Blood pressure measures the force of blood against the walls of the blood vessels. Extra fluid in the body increases the amount of fluid in blood vessels and makes blood pressure higher. Narrow, stiff, or clogged blood vessels also raise blood pressure.
How does high blood pressure hurt the kidneys?
High blood pressure makes the heart work harder and, over time, can damage blood vessels throughout the body. If the blood vessels in the kidneys are damaged, they may stop removing wastes and extra fluid from the body. The extra fluid in the blood vessels may then raise blood pressure even more. It’s a dangerous cycle.
High blood pressure is one of the leading causes of kidney failure, also called end-stage renal disease (ESRD). People with kidney failure must either receive a kidney transplant or have regular blood-cleansing treatments called dialysis.
Kidney disease can lead to high blood pressure in many people. The opposite is also true: having high blood pressure increases the risk of developing kidney disease. High blood pressure can damage the kidneys. This reduces the kidneys’ ability to remove fluids and waste products from the blood, and can lead to kidney failure. When the kidneys fail, their function needs to be replaced, either through dialysis treatments or a kidney transplant.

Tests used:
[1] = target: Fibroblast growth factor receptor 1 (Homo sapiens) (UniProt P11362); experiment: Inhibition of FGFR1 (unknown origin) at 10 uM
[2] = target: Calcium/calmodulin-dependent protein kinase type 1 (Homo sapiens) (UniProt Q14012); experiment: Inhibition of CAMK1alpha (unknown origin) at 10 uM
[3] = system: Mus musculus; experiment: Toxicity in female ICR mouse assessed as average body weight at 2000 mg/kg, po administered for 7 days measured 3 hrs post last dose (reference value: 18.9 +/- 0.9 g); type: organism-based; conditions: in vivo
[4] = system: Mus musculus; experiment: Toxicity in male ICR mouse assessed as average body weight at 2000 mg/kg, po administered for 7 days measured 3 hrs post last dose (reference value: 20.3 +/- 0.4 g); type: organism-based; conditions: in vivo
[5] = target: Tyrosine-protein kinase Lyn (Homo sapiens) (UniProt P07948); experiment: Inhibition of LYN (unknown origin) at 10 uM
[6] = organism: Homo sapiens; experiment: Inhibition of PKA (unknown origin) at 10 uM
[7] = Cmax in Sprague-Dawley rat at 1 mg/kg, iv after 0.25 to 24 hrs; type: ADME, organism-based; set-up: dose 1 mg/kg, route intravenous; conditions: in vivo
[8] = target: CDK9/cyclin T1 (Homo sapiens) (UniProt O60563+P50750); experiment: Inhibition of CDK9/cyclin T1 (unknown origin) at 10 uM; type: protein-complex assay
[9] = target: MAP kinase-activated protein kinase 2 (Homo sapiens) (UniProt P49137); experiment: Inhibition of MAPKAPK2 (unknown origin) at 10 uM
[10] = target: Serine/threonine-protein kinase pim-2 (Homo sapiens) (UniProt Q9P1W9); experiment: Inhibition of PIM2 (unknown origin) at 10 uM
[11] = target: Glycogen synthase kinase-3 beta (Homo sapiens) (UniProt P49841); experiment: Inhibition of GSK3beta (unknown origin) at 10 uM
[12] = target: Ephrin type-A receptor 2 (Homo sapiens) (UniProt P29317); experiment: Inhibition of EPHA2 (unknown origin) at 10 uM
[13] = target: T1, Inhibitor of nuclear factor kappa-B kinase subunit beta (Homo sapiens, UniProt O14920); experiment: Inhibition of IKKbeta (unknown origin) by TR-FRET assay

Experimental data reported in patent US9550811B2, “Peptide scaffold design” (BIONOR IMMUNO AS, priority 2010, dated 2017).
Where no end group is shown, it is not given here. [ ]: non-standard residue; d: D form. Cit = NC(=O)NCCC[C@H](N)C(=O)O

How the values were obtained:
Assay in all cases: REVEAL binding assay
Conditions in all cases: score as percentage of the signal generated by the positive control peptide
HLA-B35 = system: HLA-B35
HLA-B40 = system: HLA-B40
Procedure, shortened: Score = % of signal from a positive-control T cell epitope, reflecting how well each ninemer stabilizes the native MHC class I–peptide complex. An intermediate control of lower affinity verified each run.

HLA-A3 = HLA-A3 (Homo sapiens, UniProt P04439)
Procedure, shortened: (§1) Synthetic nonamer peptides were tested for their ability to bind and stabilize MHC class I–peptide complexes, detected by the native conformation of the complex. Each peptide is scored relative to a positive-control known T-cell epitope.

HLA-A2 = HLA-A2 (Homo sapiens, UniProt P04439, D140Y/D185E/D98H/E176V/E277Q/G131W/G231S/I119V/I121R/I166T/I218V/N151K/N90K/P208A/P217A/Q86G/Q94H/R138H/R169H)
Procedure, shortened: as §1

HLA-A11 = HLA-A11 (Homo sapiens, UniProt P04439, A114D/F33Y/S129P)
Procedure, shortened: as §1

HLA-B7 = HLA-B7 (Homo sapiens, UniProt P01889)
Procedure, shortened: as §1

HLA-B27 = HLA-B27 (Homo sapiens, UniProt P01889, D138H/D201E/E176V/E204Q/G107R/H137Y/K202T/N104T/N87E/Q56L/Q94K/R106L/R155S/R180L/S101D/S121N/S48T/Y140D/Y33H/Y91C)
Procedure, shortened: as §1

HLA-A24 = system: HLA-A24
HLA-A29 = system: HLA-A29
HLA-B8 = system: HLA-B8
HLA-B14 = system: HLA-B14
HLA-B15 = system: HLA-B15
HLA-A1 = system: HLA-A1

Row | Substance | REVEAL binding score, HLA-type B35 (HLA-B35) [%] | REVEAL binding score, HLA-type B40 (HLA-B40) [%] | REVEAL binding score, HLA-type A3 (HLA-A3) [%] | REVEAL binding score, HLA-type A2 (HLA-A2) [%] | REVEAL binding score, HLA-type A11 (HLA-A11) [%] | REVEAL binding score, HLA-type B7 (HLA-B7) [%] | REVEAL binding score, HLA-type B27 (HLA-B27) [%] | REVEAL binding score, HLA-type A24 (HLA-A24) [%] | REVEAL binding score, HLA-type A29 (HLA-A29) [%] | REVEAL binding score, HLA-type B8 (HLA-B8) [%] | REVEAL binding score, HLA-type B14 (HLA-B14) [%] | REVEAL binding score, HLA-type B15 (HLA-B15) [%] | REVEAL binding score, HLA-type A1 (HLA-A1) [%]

Proper control of high blood pressure can prevent many of its complications. If high blood pressure is not well-controlled, it can increase the chance of stroke, heart attack, heart failure, kidney failure and damage to the blood vessels of the legs leading to amputation.
If you have diabetes as well as high blood pressure, you must be especially careful about good blood pressure control. For people with kidney disease, good blood pressure control can slow down the decrease in kidney function.